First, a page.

A NEW care system designed to treat Scotland’s growing elderly population in their own homes has too few staff to properly perform its duties, it has been claimed.

Just four out of 31 authorities say they have adequate numbers of care and social work staff to keep more people out of hospital by looking after them better in the community.

The extent of the shortages have been exposed by a survey of care boards carried out by the Scottish Parliament, which has also revealed serious financial pressures.

READ MORE: Thousands of elderly patients in Scotland missing out on palliative care

Even agreeing the budgets of the new authorities – formed by merging functions from councils and the NHS – appears to have been problematic, with several suggesting there is confusion about how the Scottish Government’s much trumpeted £250 million fund could be used.

Edinburgh’s care board has told MSPs its budget for the current financial year has still not been agreed because they cannot deliver the NHS services required within the funding provided.

Other care boards – known as integrated joint boards or IJBs – also highlighted gaps between projected costs and budgets, despite having achieved savings worth millions of pounds.

Scottish Borders and Dundee IJBs said the level of savings required to remain in the black this financial year are “unprecedented”.

North Ayrshire said the delivery of some savings were “contingent on cutting frontline nursing care”.

Dave Watson, Scottish organiser for Unison, described the current position as “a bit of a guddle” and called for a national framework that could provide clarity over budgets.

He said: “It was intended that these organisations would create seamless care and join things up. We are certainly not there. Whether we can get that is the fifty thousand dollar question.”

And he added: “There is not a lot of transparency or clarity about how much money there is and where it is supposed to go.”

The Scottish Government created IJBs to try to prevent patients from being stranded in hospital awaiting care packages, and to help avoid the necessity of hospital treatment in the first place.

Scotland has 31 care authorities, reflecting council areas, after Stirling and Clackmannanshire merged.

These boards assumed responsibility for millions of pounds of public spending in April.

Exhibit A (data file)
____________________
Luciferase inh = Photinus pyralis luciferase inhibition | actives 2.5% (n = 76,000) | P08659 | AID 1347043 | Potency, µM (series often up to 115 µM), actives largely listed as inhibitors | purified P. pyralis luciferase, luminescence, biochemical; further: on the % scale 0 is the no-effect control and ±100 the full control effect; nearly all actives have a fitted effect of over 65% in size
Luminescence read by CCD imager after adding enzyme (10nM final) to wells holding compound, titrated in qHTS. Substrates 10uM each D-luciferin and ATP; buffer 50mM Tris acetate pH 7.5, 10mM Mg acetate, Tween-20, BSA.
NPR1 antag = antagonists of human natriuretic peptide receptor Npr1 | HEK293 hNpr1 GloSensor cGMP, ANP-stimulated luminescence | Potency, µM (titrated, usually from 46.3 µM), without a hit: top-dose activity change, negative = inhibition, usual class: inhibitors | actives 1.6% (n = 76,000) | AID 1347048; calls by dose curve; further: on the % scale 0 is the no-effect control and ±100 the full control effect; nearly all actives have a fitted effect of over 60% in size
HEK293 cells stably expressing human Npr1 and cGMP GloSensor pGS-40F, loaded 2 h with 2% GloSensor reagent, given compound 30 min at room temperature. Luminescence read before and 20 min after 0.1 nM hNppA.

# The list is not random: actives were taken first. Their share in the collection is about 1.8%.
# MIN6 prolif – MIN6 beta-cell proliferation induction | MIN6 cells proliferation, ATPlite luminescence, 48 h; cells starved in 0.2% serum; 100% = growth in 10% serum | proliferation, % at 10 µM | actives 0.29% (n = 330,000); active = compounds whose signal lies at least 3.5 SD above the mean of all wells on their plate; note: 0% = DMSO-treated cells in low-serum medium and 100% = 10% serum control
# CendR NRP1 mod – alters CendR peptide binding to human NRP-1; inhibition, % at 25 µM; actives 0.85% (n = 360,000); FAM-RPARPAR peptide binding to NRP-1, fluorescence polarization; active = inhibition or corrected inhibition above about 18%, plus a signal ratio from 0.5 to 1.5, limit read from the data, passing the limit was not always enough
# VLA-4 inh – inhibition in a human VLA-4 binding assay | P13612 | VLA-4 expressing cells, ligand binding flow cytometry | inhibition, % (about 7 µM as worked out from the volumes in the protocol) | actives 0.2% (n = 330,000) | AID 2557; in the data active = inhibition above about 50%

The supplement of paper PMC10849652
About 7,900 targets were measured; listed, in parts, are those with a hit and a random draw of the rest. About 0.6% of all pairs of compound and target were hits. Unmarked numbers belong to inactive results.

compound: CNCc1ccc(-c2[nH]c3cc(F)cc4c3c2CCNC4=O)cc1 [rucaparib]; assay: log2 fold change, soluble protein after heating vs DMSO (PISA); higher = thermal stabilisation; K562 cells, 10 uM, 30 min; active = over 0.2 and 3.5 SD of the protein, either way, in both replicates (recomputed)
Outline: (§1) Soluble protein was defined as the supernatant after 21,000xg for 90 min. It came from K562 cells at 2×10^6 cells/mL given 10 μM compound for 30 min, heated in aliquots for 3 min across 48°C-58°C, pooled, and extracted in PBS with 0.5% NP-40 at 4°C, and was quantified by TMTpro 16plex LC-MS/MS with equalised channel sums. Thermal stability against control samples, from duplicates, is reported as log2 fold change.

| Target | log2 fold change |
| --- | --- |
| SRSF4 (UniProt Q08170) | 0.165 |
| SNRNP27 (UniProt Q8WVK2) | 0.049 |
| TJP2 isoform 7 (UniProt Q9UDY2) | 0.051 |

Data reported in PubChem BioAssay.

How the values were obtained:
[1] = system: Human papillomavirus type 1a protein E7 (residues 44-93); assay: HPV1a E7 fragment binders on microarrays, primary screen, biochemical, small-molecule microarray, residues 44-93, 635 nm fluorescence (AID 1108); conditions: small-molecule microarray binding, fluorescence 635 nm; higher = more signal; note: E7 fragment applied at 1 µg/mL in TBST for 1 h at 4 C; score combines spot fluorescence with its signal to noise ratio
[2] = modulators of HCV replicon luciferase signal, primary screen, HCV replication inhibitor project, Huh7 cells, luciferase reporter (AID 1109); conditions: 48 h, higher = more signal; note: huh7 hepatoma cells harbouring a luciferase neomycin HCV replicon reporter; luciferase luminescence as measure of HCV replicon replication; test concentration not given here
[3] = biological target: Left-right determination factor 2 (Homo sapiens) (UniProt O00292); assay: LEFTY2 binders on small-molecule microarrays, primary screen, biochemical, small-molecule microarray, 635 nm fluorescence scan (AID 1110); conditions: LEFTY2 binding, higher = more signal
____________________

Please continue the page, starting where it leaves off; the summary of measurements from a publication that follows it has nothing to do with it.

A government survey, issued this summer, asked each IJB whether they had adequate staffing levels staff to achieve the vision of shifting care away from hospitals and into the community.

Four said yes, 18 described areas where they were short-staffed and eight were clear that staff numbers were insufficient.

READ MORE: Thousands of elderly patients in Scotland missing out on palliative care

Ian Welsh, chief executive, of charity the Health and Social Care Alliance Scotland, which represents patients, families and organisations involved in long-term care, said: “Our members are concerned that the focus of Health and Social Care Partnerships has, to date, been on meeting the legal requirements of integration, such as who sits on the new integrated boards, how budgets are managed, staff terms and conditions and the establishment of groups to drive locality planning and strategic commissioning.

“While this is all necessary work, the guidance accompanying the Act makes it very clear that integration must not amount simply to a structural exercise.”

Aileen Campbell, Minister for Public Health, said it was still “early days” for the “ambitious” integration of health and social care services and £250 million from the NHS would be invested into social care.

She said: “This is a long-term change but it will also have immediate benefits ensuring that people across Scotland have access to the highest standards of care in the right place and at the right time.”

Ms Campbell said the department recognised that raising the status of social care as a profession was key to attracting the “right people” and delivering quality care.

READ MORE: Thousands of elderly patients in Scotland missing out on palliative care

She added: “Our vision and direction is to ensure that, older people are cared for in their own homes for as long as possible and that the services are in place to support them to do this.

"We are encouraging the development of intermediate care services across Scotland, which provide a safe and effective alternative to hospital admission, and ensure timely discharge back to the community. Providing an older person with a period of intermediate care allows them that extra time and support to regain their independence, mobility and confidence and can ensure they avoid a long term admission to a care home.”